Vintage T-Shirts 101: eBay Buyer’s Guide.
Vintage T-Shirts 102: Avoid Reproductions.
Vintage T-Shirts 104: Spot a Fake.
As outlined in our two previous vintage t-shirts guides, the single best way to determine if a shirt is truly vintage is by checking its label. Since these lines are no longer in production or have updated their branding, inspecting a vintage shirt tag can tell you a lot about an item’s authenticity and the era in which it was produced. You can also factor in a shirt’s blend of fabrics; in terms of vintage brands a 50/50 polyester-cotton blend was far more common in the 1980s than the 100% cotton trend prior and beyond the decade.
Tees from the 70s will more often be 100% cotton. It wasn’t until the late 1970s that 50/50 tees became the norm. If the tag features branding it’s likely a simple design and one color. Many of these labels will appear fairly generic and not have any obvious link to a specific company aside from an RN number. A lot of the time the tag will be completely blank or frayed as a result of wear, wash, and age. It wasn’t until the late ‘70s that the big t-shirt players and stronger branding images started to emerge.
Many popular brands emerged in this decade. Some focused on producing a variety of colors, while others specialized in making different styles of shirts, including ringers and jerseys. Brands such as Screen Stars, Hanes and Sportswear were some of the most widely manufactured t-shirts. Each of these vintage brands went through different phases of label designs which can easily be linked to a particular period. The branding became more obvious and the tags often had two color designs.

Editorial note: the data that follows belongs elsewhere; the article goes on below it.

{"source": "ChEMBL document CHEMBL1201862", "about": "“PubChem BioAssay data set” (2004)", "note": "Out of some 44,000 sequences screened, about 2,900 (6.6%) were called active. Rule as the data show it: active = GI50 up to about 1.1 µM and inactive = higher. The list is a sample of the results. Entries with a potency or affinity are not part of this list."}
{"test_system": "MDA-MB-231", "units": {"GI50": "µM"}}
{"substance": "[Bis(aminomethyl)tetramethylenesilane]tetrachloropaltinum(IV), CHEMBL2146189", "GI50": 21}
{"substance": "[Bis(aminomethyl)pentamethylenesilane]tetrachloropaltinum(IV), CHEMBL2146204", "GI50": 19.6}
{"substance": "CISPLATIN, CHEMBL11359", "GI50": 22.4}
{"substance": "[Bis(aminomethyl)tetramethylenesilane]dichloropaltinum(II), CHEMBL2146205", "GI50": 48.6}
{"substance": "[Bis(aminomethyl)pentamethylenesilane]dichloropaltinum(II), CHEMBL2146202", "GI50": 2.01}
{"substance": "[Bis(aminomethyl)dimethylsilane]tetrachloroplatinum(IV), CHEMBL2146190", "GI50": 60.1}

Some brands were produced in Pakistan, others began following Champion and manufactured tees for sports-related purposes. Labels such as Logo7, Artex, and Trench made many of the best t-shirts, jerseys and sweatshirts featuring popular athletic names, teams and styles in the 1980s.
While many new big-name players emerged in the ‘90s, just as many faded away. Some companies merged together – for example, Screen Stars would slowly morph into “Best” by Fruit of the Loom. Music and concert merchandising became an even bigger business and had dedicated licensing brands like Brockum, Giant, and Gem. Some of these companies didn’t actually manufacture t-shirts so they had their labels sewn into other blanks produced by FOTL and Hanes. In this era, there was a trend back toward 100% cotton. Tags with two-color designs were the norm. Woven tags started to become more common.
How Can You Tell If a T-Shirt Tag is True Vintage?
Remember: just because you don’t see a brand listed here, that doesn’t mean the item in question isn’t vintage. There are just too many companies from these decades to display them all. We have streamlined our guide to present some of the most commonly occurring brands in their various forms.
Consider the blend of the fabric.
Is it 100% cotton? That was a trend of the 1970s and 1990s. 50/50 tees were far more common in the 1980s.
Consider the design of the tag.
Is it a generic, one-color design? Or is there more elaborate branding and a two-color design?
Consider the design on the t-shirt and copyright.
If there’s a subscript below the design with a date it could be a hint, heads-up though – sometimes retro t-shirts put older dates on purpose or use original copyright dates.
Consider the measurements of the shirt.
Aa XL from the 90s is far bigger than an 80s XL. Tees from the 70s are quite small by today’s standards.
- Check out our BrandPedia for more specific brand info.